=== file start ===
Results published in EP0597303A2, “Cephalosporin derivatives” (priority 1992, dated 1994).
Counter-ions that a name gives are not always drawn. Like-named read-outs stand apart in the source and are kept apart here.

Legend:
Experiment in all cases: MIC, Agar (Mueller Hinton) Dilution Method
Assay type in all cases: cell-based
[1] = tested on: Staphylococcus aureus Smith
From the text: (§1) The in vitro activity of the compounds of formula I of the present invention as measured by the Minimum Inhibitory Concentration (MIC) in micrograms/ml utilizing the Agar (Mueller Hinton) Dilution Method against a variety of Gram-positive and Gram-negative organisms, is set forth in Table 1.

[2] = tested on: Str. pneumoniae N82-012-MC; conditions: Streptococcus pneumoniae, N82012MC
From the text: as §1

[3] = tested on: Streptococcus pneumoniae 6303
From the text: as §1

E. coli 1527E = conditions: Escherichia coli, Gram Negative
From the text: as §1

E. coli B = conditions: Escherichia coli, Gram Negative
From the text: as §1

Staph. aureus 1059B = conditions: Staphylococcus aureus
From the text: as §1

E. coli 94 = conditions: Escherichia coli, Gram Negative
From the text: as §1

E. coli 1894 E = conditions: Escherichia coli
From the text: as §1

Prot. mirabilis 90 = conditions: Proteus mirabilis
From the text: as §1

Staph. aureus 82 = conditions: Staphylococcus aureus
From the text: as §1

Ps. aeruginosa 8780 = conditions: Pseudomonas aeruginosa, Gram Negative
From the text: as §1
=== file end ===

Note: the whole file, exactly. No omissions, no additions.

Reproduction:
Results published in EP0597303A2, “Cephalosporin derivatives” (priority 1992, dated 1994).
Counter-ions that a name gives are not always drawn. Like-named read-outs stand apart in the source and are kept apart here.

Legend:
Experiment in all cases: MIC, Agar (Mueller Hinton) Dilution Method
Assay type in all cases: cell-based
[1] = tested on: Staphylococcus aureus Smith
From the text: (§1) The in vitro activity of the compounds of formula I of the present invention as measured by the Minimum Inhibitory Concentration (MIC) in micrograms/ml utilizing the Agar (Mueller Hinton) Dilution Method against a variety of Gram-positive and Gram-negative organisms, is set forth in Table 1.

[2] = tested on: Str. pneumoniae N82-012-MC; conditions: Streptococcus pneumoniae, N82012MC
From the text: as §1

[3] = tested on: Streptococcus pneumoniae 6303
From the text: as §1

E. coli 1527E = conditions: Escherichia coli, Gram Negative
From the text: as §1

E. coli B = conditions: Escherichia coli, Gram Negative
From the text: as §1

Staph. aureus 1059B = conditions: Staphylococcus aureus
From the text: as §1

E. coli 94 = conditions: Escherichia coli, Gram Negative
From the text: as §1

E. coli 1894 E = conditions: Escherichia coli
From the text: as §1

Prot. mirabilis 90 = conditions: Proteus mirabilis
From the text: as §1

Staph. aureus 82 = conditions: Staphylococcus aureus
From the text: as §1

Ps. aeruginosa 8780 = conditions: Pseudomonas aeruginosa, Gram Negative
From the text: as §1